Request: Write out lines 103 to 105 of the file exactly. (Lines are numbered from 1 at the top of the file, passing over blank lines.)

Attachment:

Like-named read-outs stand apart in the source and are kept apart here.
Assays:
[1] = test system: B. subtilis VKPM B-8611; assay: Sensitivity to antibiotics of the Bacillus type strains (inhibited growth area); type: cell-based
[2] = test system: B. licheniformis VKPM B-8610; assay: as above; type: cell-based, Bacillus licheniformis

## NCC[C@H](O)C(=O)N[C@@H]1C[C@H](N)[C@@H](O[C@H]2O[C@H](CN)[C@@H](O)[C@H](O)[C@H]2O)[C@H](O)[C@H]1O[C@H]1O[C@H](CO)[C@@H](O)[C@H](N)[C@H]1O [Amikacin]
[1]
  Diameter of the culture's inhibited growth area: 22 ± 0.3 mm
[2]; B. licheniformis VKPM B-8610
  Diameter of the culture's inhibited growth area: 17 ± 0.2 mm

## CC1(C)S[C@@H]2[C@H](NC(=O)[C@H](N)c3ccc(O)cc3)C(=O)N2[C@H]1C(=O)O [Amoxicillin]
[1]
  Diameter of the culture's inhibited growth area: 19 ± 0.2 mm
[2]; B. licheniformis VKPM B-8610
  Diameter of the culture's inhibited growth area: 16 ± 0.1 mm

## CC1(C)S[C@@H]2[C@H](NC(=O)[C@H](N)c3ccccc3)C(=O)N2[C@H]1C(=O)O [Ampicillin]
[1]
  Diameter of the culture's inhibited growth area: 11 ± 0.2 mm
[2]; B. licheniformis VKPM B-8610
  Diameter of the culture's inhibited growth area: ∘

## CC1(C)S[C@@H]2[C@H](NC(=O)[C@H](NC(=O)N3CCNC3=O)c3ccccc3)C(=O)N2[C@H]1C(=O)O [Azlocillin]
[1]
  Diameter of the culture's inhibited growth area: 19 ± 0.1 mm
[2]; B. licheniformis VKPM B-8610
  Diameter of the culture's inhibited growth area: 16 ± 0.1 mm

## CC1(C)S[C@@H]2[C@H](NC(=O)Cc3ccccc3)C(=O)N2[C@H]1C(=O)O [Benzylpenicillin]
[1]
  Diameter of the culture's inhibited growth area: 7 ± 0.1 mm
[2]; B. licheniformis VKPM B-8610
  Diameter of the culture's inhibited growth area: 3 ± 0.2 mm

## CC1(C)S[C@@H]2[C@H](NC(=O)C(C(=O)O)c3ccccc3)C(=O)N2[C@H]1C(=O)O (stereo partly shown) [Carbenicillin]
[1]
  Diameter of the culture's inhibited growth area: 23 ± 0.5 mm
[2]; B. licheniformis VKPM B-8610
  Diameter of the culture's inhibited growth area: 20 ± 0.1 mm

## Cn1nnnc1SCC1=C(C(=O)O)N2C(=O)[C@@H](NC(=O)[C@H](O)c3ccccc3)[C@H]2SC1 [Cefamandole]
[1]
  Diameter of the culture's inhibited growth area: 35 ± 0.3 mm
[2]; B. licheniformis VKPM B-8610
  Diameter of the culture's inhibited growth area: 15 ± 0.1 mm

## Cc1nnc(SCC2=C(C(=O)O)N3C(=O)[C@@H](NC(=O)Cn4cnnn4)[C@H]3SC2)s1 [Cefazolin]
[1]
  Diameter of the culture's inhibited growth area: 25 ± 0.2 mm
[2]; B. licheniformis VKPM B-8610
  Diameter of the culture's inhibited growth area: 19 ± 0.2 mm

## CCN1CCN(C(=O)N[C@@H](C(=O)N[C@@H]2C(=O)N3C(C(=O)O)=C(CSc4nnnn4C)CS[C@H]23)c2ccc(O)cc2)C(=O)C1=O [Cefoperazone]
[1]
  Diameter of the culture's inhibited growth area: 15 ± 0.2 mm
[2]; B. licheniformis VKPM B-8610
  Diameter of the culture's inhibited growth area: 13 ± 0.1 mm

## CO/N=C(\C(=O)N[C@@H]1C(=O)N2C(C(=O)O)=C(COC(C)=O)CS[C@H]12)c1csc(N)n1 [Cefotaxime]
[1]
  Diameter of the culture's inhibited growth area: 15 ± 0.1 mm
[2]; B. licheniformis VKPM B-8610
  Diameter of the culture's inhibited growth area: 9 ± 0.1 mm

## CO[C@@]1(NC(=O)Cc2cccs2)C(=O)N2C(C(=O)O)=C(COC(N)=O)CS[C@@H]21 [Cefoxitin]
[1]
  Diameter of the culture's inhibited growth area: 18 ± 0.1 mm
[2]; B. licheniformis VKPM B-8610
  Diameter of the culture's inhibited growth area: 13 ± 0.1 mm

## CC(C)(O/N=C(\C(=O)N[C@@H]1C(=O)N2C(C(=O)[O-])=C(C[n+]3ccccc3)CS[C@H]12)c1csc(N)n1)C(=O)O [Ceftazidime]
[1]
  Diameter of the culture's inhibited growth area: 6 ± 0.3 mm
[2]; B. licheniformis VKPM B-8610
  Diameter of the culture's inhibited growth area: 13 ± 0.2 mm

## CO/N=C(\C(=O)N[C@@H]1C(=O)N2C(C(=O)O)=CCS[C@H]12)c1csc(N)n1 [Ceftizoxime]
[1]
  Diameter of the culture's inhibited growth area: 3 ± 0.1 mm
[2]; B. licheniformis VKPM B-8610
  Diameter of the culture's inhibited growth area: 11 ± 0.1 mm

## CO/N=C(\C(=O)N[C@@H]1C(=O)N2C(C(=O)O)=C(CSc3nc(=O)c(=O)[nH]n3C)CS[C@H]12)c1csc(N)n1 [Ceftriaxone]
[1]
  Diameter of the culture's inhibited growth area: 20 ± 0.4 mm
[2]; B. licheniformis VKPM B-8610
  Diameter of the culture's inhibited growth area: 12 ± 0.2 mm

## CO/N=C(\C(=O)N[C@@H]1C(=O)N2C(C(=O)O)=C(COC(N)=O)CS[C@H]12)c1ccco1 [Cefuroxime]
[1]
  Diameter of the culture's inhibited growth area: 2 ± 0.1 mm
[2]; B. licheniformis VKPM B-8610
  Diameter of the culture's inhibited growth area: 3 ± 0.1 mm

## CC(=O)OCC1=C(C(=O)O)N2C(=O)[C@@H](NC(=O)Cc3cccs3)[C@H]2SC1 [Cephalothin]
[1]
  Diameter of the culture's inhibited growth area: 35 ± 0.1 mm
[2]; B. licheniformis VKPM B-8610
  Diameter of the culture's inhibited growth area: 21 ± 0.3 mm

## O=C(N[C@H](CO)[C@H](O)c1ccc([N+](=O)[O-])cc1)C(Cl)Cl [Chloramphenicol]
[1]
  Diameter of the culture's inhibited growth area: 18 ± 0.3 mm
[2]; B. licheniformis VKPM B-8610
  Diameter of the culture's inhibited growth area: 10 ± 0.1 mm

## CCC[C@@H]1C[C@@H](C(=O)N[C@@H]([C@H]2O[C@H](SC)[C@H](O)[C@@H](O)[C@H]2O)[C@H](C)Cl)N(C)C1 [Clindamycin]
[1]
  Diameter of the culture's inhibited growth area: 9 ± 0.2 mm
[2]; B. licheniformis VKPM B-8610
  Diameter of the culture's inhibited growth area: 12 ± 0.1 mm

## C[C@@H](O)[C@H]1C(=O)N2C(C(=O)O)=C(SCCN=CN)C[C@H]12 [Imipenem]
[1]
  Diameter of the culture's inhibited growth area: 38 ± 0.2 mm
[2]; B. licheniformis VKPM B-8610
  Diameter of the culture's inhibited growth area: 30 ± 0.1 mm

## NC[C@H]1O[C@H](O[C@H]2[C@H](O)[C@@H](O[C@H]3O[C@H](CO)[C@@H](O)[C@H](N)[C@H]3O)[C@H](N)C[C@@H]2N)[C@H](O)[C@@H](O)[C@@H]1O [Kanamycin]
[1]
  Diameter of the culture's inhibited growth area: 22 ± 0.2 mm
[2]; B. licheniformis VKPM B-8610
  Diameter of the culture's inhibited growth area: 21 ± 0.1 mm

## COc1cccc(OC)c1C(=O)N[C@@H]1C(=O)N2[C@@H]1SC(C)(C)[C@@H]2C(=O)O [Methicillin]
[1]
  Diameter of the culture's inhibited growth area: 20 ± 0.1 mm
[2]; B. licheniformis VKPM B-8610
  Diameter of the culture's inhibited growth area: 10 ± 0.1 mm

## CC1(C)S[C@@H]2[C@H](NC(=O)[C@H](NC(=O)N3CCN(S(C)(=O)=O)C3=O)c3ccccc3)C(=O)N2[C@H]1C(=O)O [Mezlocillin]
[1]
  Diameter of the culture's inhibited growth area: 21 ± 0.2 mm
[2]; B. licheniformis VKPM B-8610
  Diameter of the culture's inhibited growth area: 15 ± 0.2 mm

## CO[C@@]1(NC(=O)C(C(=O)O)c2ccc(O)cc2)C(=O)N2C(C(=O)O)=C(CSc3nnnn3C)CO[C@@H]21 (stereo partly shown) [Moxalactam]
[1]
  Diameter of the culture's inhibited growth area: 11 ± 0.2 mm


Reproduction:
[2]; B. licheniformis VKPM B-8610
  Diameter of the culture's inhibited growth area: 21 ± 0.1 mm

## COc1cccc(OC)c1C(=O)N[C@@H]1C(=O)N2[C@@H]1SC(C)(C)[C@@H]2C(=O)O [Methicillin]